A one-dimensional sediment-transport model and a multi-dimensional hydraulic and bed shear stress model were developed to investigate the hydraulic, sediment transport, and sediment mobility characteristics of the lower Coeur d?Alene River in northern Idaho. This report documents the development and calibration of those models, as well as the results of model simulations.
The one-dimensional sediment-transport model (HEC-6) was developed, calibrated, and used to simulate flow hydraulics and erosion, deposition, and transport of sediment in the lower Coeur d?Alene River. The HEC-6 modeled reach, comprised of 234 cross sections, extends from Enaville, Idaho, on the North Fork of the Coeur d?Alene River and near Pinehurst, Idaho, on the South Fork of the river to near Harrison, Idaho, on the main stem of the river. Bed-sediment samples collected by previous investigators and samples collected for this study in 2005 were used in the model. Sediment discharge curves from a previous study were updated using suspended-sediment samples collected at three sites since April 2000. The HEC-6 was calibrated using river discharge and water-surface elevations measured at five U.S. Geological Survey gaging stations. The calibrated HEC-6 model allowed simulation of management alternatives to assess erosion and deposition from proposed dredging of contaminated streambed sediments in the Dudley reach. Four management alternatives were simulated with HEC-6. Before the start of simulation for these alternatives, seven cross sections in the reach near Dudley, Idaho, were deepened 20 feet?removing about 296,000 cubic yards of sediments?to simulate dredging.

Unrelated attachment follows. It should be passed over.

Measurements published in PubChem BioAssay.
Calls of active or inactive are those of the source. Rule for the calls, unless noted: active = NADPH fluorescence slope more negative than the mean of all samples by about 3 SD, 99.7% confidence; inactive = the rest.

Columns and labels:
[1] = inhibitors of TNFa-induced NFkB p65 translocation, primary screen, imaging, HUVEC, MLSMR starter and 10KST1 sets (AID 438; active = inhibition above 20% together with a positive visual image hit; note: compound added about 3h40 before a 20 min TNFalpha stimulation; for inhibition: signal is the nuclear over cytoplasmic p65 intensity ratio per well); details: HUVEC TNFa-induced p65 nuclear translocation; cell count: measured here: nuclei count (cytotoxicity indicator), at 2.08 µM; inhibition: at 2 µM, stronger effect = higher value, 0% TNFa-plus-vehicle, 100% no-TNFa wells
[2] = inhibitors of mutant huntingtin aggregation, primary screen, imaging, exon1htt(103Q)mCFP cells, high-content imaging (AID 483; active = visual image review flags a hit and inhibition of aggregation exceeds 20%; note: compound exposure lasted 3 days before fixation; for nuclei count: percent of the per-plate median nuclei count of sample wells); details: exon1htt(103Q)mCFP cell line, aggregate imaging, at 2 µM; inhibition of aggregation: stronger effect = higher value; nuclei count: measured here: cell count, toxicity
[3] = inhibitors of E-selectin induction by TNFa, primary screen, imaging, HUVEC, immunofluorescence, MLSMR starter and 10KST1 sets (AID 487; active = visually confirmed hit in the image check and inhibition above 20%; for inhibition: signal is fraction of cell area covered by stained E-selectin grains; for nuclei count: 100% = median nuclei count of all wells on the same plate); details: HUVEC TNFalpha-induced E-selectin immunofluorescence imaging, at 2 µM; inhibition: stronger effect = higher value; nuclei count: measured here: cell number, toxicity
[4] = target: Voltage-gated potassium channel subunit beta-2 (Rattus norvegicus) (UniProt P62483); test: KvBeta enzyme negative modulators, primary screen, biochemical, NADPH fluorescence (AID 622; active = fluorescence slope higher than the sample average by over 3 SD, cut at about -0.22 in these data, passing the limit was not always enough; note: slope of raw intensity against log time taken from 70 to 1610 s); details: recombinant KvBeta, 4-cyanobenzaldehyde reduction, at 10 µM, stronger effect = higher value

Management alternative 1 simulated stage-discharge conditions from 2000, and alternative 2 simulated conditions from 1997. Results from alternatives 1 and 2 indicated that about 6,500 and 12,300 cubic yards, respectively, were deposited in the dredged reach. These figures represent 2 and 4 percent, respectively, of the total volume of dredged sediments removed before the start of simulation.
In alternatives 3 and 4, the incoming total sediment discharges from the South Fork of the river were decreased by one-half. Management alternative 3 simulated stage-discharge conditions from 2000, and alternative 4 simulated conditions from 1997. Reducing incoming sediment discharge from the South Fork did not affect the streambed and deposition in the Dudley and downstream reaches, probably because the distance between the South Fork and the Dudley reach is long enough for sediment supply, transport capacity, and channel geometry to be balanced before reaching the Dudley and downstream reaches.
Development and calibration of a multi-dimensional hydraulic and bed shear stress model (FASTMECH) allowed simulation of water-surface elevation, depth, velocity, bed shear stress, and sediment mobility in the Dudley reach (5.3 miles). The computational grid incorporated bathymetric and Light Detection and Ranging (LIDAR) data, with a node spacing of about 2.5 meters.
With the exception of the fourth FASTMECH calibration simulation, results from the FASTMECH calibration simulations indicated that flow depths, flow velocities, and bed shear stresses increased as river discharge increased. Water-surface elevations in the fourth calibration simulation were about 2 feet higher than those in the other simulations because high lake levels in Coeur d?Alene Lake caused backwater conditions. Average simulated velocities along the thalweg ranged from about 3 to 5.3 feet per second, and maximum simulated velocities ranged from 3.9 to 7 feet per second. In the dredged reach, average simulated velocity along the thalweg ranged from 3.5 to 6 feet per second. The model also simulated several back-eddies (flow reversal); the largest eddy encompassed about one-third of the river width. Average bed shear stresses increased more than 200 percent from the first to the last simulation. Simulated sediment mobility, asses